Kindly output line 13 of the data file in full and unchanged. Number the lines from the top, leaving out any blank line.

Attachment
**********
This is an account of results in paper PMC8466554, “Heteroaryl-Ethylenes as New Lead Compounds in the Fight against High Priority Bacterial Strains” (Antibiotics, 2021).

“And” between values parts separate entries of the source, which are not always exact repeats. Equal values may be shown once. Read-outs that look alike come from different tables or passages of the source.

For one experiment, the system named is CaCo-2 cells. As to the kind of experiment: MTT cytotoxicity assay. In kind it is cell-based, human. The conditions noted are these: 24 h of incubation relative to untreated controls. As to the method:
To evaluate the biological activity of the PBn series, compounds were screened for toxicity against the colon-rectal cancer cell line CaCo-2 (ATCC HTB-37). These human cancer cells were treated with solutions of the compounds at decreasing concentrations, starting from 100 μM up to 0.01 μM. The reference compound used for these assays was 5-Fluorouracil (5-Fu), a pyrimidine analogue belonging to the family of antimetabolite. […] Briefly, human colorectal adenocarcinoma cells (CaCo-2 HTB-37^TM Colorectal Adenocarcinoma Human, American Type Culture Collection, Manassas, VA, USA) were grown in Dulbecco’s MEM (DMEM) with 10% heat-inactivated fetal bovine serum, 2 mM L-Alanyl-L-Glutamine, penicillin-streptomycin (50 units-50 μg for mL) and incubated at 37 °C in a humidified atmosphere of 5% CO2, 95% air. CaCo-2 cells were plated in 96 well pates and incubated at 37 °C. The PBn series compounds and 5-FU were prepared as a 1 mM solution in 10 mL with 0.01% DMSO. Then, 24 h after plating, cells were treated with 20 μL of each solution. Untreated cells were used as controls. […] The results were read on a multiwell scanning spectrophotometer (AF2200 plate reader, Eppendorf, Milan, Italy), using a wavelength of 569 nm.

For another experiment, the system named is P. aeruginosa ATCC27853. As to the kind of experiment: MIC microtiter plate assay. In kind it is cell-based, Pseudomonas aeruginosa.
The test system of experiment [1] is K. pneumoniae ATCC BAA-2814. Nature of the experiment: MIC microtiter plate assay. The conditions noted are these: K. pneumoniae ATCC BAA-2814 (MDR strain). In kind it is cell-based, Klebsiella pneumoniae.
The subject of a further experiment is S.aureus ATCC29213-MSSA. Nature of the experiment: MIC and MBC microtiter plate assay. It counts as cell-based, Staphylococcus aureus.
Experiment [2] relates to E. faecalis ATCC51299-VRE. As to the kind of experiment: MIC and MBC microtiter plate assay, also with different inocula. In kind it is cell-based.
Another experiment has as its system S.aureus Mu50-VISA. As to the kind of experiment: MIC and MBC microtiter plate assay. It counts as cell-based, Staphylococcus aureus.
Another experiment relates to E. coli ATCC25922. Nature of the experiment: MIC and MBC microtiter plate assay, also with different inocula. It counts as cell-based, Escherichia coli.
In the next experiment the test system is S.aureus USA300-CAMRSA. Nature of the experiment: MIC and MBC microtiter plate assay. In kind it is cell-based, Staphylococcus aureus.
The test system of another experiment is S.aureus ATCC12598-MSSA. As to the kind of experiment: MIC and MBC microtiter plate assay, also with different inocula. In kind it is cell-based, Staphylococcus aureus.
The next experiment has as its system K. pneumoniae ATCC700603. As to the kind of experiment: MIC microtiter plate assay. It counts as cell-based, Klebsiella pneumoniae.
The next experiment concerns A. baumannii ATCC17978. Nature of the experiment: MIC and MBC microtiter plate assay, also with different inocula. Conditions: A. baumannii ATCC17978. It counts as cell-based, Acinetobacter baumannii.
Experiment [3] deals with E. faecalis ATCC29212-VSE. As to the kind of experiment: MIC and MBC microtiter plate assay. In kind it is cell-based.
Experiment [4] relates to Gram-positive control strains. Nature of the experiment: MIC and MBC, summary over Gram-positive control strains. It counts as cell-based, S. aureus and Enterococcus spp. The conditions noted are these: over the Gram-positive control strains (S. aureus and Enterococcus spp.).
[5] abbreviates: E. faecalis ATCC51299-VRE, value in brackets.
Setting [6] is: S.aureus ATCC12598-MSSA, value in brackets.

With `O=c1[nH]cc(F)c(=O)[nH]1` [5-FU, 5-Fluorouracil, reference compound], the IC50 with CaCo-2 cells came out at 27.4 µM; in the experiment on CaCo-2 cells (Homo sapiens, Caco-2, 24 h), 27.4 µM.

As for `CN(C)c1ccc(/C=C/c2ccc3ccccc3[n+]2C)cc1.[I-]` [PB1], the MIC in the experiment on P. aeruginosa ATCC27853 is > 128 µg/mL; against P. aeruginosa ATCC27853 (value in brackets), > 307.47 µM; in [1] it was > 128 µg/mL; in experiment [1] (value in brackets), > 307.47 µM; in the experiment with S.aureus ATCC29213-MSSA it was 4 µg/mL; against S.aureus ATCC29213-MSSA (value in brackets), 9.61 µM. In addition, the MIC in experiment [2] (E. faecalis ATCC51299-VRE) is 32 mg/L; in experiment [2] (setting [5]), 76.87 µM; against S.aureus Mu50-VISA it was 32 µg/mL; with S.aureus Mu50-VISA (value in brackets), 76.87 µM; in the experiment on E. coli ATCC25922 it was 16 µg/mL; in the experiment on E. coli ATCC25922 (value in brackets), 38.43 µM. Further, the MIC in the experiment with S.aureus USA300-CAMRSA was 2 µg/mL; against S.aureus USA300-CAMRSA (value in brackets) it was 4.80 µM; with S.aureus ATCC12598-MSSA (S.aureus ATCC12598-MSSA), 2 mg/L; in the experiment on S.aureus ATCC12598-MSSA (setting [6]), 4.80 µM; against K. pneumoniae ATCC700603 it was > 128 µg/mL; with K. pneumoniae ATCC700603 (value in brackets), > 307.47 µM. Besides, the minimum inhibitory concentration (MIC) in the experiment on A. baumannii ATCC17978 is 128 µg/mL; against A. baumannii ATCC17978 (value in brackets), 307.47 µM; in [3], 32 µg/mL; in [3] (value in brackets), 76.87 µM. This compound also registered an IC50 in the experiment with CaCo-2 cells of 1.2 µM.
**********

The next experiment has as its system K. pneumoniae ATCC700603. As to the kind of experiment: MIC microtiter plate assay. It counts as cell-based, Klebsiella pneumoniae.